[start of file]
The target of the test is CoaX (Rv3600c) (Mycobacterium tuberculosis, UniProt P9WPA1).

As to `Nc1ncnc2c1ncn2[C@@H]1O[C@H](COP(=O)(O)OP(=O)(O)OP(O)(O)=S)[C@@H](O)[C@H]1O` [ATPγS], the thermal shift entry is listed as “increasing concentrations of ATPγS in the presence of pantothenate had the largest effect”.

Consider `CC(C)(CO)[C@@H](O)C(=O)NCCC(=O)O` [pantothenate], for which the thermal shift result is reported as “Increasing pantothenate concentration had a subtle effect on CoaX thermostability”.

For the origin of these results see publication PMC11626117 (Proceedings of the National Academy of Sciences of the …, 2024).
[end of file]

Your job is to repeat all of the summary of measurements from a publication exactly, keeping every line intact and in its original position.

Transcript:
The target of the test is CoaX (Rv3600c) (Mycobacterium tuberculosis, UniProt P9WPA1).

As to `Nc1ncnc2c1ncn2[C@@H]1O[C@H](COP(=O)(O)OP(=O)(O)OP(O)(O)=S)[C@@H](O)[C@H]1O` [ATPγS], the thermal shift entry is listed as “increasing concentrations of ATPγS in the presence of pantothenate had the largest effect”.

Consider `CC(C)(CO)[C@@H](O)C(=O)NCCC(=O)O` [pantothenate], for which the thermal shift result is reported as “Increasing pantothenate concentration had a subtle effect on CoaX thermostability”.

For the origin of these results see publication PMC11626117 (Proceedings of the National Academy of Sciences of the …, 2024).